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The Whole Picture — A story may have many sides


Hi Rabbi. I heard that Judaism teaches to judge others favorably, which to me sounds similar to not really judging them at all. What does this principle mean and would you give me an example? Thanks!

AskTheRabbi.org answered:

Yes, we are taught to “judge everyone favorably” (Ethics of the Fathers 1:6). Judging favorably means finding excuses for questionable behavior, excuses which make sense to us and leave us with a positive feeling towards the person in question. When we find ourselves suspecting others, we must ask ourselves: Are there any redeeming factors? Did I miss something? Did I jump to the wrong conclusion? For instance, take the following case:

It was late one evening when the phone rang. It was my good friend Sam. “I’m making a wedding. Do you know a good photographer?” Sam asked me. I gave him the name of an excellent and reasonably priced photographer.

“I’ve heard of him,” said my friend, “but I also heard he’s unreliable.”

“What makes you say that?” I asked.

“I’m told that he was recently hired for a bar mitzvah and he arrived after it was half over. He missed half the affair. There’s no way I’d hire a person who is so irresponsible.”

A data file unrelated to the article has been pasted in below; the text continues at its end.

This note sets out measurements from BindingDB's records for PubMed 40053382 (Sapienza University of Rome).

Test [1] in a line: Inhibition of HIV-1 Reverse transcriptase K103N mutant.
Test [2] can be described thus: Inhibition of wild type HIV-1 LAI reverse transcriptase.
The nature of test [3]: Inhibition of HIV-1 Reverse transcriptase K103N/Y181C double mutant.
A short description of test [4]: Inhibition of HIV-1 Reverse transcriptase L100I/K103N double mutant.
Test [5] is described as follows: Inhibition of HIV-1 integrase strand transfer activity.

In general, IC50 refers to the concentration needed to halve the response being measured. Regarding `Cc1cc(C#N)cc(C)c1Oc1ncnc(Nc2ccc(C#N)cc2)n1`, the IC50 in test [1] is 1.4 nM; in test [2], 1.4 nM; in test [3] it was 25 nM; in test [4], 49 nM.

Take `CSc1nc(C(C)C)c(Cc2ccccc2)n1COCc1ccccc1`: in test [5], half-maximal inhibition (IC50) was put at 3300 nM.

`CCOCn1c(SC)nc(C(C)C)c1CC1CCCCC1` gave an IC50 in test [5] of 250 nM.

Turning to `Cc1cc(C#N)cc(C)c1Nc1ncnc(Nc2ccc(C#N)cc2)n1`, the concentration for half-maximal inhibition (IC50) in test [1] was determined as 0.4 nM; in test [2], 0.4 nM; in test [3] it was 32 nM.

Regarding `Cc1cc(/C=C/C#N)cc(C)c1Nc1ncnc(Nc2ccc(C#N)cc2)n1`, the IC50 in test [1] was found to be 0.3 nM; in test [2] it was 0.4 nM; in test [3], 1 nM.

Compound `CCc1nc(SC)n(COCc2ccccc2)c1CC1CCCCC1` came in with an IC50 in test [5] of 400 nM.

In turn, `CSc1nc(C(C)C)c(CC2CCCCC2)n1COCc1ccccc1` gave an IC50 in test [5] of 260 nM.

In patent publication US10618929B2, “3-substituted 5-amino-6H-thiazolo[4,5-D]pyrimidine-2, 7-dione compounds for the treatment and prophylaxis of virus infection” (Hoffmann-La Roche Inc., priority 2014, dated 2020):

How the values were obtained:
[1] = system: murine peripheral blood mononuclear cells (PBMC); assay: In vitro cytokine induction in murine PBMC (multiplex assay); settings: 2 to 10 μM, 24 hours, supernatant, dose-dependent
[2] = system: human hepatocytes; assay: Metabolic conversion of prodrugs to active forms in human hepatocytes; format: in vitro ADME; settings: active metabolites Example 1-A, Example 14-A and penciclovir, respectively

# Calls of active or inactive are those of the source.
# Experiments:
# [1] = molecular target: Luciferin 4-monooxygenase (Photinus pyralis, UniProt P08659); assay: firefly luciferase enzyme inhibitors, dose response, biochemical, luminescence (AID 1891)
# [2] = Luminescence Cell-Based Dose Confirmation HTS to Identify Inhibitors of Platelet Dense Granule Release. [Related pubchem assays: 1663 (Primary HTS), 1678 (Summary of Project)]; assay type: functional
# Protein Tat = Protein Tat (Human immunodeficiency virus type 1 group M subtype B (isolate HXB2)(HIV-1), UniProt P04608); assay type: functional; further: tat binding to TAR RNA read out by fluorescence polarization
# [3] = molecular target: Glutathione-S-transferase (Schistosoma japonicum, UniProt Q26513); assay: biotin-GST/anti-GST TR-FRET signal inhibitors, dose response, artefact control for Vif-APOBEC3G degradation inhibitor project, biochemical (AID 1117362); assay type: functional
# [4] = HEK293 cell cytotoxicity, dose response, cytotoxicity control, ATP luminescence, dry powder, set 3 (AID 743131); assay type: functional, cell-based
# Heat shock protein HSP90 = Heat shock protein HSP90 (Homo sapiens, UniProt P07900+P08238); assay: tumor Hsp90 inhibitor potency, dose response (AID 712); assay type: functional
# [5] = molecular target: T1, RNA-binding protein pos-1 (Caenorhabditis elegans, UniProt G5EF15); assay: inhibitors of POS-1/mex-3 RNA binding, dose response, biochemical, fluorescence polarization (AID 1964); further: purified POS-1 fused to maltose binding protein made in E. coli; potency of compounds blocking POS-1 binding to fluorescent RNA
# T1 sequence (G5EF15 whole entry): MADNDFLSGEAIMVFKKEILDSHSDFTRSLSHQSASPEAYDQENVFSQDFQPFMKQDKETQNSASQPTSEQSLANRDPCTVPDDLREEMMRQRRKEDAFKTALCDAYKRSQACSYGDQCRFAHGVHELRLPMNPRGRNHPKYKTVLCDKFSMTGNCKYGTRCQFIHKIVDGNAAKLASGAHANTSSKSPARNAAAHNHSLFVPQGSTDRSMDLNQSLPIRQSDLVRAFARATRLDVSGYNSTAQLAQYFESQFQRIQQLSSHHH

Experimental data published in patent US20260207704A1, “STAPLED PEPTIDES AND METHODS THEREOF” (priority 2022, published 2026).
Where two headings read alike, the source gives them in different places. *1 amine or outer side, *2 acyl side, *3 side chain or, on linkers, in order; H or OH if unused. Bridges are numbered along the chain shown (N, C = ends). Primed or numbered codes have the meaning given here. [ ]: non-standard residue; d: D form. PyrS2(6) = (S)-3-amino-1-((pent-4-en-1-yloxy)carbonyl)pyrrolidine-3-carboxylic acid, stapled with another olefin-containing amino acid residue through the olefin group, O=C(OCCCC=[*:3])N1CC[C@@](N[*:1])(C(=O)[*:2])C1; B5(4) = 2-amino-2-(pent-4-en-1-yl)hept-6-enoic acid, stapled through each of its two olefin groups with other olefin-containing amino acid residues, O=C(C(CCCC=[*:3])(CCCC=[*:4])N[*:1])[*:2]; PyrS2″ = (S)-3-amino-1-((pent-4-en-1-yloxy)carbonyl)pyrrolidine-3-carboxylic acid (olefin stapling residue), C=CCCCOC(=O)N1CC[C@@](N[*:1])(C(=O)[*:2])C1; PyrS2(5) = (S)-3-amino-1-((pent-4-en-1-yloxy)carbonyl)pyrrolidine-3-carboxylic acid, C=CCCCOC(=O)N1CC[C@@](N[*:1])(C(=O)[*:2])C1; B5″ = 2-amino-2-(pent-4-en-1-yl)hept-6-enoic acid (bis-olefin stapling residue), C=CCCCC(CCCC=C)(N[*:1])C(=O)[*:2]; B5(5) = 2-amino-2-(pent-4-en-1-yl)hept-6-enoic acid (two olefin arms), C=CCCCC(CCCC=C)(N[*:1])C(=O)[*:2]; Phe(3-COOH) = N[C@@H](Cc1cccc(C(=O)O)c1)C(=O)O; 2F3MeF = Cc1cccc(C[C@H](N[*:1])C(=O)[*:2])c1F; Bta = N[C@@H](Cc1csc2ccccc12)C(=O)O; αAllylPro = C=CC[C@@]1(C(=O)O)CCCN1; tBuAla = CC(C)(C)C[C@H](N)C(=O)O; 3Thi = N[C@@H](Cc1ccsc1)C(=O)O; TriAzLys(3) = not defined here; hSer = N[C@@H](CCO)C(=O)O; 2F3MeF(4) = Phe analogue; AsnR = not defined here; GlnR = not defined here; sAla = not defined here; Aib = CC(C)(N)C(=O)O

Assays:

“Are you sure it’s true?” I asked him.

“I’m positive,” he said. “David was the head of the band that night, and he told it to me himself. I met someone else who attended that same affair and he verified the facts. It’s 100% true.”

“Maybe due to unforeseen circumstances he was delayed” I said, trying my best to judge favorably. “What makes you so sure it was a case of negligence or pure laziness?”

“Perhaps you’re right,” replied Sam. “But I just can’t risk it. Besides, there is no reason in the world for coming late. He should have started out early enough so that even if his car broke down he could have taken a car service and made it on time. There is absolutely no good excuse for a photographer to walk in after half the affair is over!”

He had a strong point. When I hung up the phone I found myself in a real dilemma. Could I really recommend someone who is unreliable? Was it truly negligence on his part? I decided to check out the story on my own. I called the musician and he verified the whole story.

The very next day, I bumped into my good friend, the photographer. I brought up the subject of the bar mitzvah.

“Is it true that you arrived halfway through the bar mitzvah?” I asked.

“Yes, it certainly is,” he said. “But why are you asking?”

“I just recommended you for a job, and the person refused to take you. He claimed you were unreliable because you didn’t come on time to a bar mitzvah job.”

He looked at me in disbelief, and then began telling me his story.

“The job was not mine at all,” he began. “The photographer who had been hired for the job failed to show up. I received an emergency call in the middle of the affair to come down immediately. Despite being very busy at that moment, I dropped everything I was doing and raced down to the hall as quickly as possible.”

With a hurt look on his face he added, “I only did it as a personal favor to them.”

View this question on the AskTheRabbi.org website

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